What Partially-Accredited Representatives Can’t Do:

  • Provide legal services outside of the scope of, or without, BIA accreditation.
  • Provide legal services separate and apart from a designated RO.
  • Provide legal services to individuals who are not low-income or indigent.
  • Charge more than a nominal fee for services rendered.
  • Persuade or influence an individual to lie to the U.S. government or engage in any illegal, deceptive, or unethical business practices.
  • Represent any individual before the EOIR.
  • Represent any individual before any U.S. federal judicial court. 

Immigration Services That Immigration Forms Specialists Can Provide

An immigration forms specialist is a non-attorney person authorized to provide non-legal immigration services within the scope of his or her state’s laws which vary widely from state-to-state. 

In California, where I practice law, the general parameters for an immigration forms specialist are as follows: 

What Immigration Forms Specialists Can Do:

  • Gather all facts objectively, with due diligence, and without personal opinion while noting any and all red flags prior to providing any assistance whatsoever.
  • Ensure the individual is fully informed and clearly understands everything signed and all services to be provided.
  • Explain, clarify, translate, and interpret immigration instructions, forms, or specific form questions to the individual.
  • Translate, clarify, and transcribe the individual’s answers on immigration forms and paperwork with the highest level of accuracy.
  • Help obtain supporting documents.
  • Provide English language translations for foreign language documents with the highest level of accuracy.
  • Submit completed immigration forms and submission packages to the U.S. government with the individual’s consent.
  • Provide a written contract and dated receipts for all payments received.
  • Maintain a confidential file copy including the contract, receipts, and all documents submitted to the U.S. government - originals should be returned to the individual.
  • Maintain confidentiality regarding all information and documentation received.
  • Immediately refer individuals to an attorney or AR when any red flag is noted.

What Immigration Forms Specialists Can’t Do:

  • Hold themselves out as an attorney or accredited representative, if not qualified.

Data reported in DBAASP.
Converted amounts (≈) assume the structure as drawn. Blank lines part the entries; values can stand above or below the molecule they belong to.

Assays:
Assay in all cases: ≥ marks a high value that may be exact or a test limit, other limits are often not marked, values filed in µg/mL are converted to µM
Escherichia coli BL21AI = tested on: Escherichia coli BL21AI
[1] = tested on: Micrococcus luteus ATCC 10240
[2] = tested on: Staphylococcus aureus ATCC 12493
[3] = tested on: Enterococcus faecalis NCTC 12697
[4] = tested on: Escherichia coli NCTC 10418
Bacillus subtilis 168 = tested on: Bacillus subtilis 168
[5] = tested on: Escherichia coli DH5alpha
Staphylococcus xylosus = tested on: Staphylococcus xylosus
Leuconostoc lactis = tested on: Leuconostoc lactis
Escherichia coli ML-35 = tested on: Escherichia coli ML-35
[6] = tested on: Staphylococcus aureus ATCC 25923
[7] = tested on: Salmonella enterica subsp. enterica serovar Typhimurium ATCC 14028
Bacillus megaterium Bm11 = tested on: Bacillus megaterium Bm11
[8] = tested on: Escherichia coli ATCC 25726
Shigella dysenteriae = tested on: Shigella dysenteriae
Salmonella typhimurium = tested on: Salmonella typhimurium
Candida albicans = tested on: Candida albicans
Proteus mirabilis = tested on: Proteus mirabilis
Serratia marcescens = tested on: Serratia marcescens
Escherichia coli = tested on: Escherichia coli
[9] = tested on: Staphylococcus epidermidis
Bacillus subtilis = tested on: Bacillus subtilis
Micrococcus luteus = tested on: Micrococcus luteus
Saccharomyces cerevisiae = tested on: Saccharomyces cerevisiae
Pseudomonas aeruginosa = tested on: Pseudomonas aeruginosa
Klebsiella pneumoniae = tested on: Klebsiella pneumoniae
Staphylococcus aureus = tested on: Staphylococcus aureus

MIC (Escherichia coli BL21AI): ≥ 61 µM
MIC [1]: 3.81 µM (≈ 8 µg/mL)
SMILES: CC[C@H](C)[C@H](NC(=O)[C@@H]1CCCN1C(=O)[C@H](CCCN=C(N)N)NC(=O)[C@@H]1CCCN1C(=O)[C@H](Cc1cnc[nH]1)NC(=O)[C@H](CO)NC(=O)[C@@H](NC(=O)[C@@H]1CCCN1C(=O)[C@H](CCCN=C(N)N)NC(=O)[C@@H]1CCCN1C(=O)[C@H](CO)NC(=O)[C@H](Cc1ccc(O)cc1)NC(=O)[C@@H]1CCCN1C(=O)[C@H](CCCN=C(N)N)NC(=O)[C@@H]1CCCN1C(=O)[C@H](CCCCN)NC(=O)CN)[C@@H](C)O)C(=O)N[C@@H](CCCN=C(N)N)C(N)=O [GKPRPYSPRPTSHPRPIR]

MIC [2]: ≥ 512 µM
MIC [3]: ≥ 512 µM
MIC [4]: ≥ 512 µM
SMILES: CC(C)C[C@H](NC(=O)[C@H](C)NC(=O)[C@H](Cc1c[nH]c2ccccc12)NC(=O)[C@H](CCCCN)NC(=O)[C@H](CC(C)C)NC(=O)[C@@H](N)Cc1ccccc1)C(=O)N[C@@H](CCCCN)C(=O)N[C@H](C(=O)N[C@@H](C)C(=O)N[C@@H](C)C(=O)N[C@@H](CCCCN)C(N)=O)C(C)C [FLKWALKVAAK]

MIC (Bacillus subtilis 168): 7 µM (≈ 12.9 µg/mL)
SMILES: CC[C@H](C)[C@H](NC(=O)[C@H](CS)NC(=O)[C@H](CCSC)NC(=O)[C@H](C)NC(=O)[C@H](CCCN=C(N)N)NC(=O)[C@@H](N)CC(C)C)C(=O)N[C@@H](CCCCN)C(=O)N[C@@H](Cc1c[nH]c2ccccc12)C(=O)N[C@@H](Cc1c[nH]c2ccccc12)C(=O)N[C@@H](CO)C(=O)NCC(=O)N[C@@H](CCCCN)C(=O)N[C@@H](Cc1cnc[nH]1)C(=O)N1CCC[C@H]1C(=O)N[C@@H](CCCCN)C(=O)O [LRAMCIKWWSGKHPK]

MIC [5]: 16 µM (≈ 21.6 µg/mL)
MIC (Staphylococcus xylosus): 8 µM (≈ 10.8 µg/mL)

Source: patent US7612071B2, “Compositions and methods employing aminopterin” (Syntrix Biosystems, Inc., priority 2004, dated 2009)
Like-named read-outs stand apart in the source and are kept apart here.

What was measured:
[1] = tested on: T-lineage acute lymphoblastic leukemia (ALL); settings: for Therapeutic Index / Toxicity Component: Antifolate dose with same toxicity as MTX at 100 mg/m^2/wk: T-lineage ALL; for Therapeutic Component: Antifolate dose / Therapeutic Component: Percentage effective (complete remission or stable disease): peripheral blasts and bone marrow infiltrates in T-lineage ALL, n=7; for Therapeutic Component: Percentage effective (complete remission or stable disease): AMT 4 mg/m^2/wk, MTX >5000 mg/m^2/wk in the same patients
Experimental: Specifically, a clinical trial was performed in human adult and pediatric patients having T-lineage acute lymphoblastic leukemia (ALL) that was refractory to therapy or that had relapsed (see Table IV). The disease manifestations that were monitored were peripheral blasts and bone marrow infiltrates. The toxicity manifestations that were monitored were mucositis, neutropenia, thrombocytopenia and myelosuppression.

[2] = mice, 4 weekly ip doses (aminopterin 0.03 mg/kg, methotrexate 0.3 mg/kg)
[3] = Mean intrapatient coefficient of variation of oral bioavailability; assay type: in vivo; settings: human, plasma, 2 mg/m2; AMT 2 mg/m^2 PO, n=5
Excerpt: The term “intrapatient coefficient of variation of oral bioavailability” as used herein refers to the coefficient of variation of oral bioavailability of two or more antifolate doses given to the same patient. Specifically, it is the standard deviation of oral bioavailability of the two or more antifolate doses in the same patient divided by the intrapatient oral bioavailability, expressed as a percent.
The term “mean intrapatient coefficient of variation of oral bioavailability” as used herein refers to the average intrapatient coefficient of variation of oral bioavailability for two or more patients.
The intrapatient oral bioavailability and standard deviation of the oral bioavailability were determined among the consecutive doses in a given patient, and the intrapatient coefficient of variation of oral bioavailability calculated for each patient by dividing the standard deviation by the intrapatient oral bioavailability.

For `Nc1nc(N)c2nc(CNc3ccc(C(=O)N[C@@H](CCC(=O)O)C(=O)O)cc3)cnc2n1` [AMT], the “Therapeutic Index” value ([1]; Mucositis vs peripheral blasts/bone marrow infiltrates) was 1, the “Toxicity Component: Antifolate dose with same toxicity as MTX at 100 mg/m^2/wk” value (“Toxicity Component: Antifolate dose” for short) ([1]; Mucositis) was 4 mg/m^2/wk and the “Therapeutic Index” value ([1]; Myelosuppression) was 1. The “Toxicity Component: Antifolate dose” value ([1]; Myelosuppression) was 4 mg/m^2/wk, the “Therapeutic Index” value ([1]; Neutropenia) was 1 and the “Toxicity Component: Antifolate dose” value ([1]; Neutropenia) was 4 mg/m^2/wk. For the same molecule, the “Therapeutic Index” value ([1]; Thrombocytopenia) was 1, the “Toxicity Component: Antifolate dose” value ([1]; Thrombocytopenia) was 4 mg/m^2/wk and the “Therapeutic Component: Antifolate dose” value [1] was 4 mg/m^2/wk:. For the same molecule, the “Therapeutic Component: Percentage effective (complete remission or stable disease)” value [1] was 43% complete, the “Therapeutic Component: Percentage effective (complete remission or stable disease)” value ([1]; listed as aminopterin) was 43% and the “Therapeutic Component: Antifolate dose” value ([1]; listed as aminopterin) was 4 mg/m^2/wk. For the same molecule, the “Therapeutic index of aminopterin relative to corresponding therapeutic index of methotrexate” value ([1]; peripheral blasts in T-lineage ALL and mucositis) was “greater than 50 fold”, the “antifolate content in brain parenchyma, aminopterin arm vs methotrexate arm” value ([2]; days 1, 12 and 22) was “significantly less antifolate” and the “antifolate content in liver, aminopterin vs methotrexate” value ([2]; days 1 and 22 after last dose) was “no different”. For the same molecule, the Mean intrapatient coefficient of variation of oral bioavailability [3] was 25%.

• Offer legal services or engage in the unauthorized practice of law.
  • Engage in oral contracts.
  • Provide legal advice by interpreting or applying immigration law to present facts.
  • Recommend what immigration forms to use or provide case strategy.
  • Directly correspond with the government or represent an individual in any immigration interview or proceeding.
  • Guarantee a result or make any promise of special influence with the government.
  • Threaten arrest, fines, deportation or reveal personal information.
  • Overcharge, take money without delivering services, or withhold file copies or original documents for money or any other reason.
  • Persuade or influence an individual to lie to the U.S. government or engage in any illegal, deceptive, or unethical business practices.
  • Receive referral fees or kickbacks from attorneys or ARs.

In California, contracts between immigration forms specialists and clients must adhere to the following requirements: (1) be written in English and the client’s native language; (2) list non-legal services to be performed and total cost; (3) state that the client has the right to cancel a contract and receive a refund at any time; (4) state that the client has the right to a full refund within 72 hours of signing a contract; and (5) state that all contract cancellations must be in writing.

Again, state laws vary and change, so always check your state’s laws regarding immigration services compliance.

Some states that allow individuals to provide non-legal immigration services maintain strict regulatory standards including fees, registration, licensing, background checks, bonds, insurance, and limitations on the scope of services.

This article is meant to be a summary comparison guide and should not be construed as legal advice or primary legal authority.

About the Author: Christopher S. Kim, Esq. is a licensed California immigration attorney and immigrant law content advisor for the National Notary Association.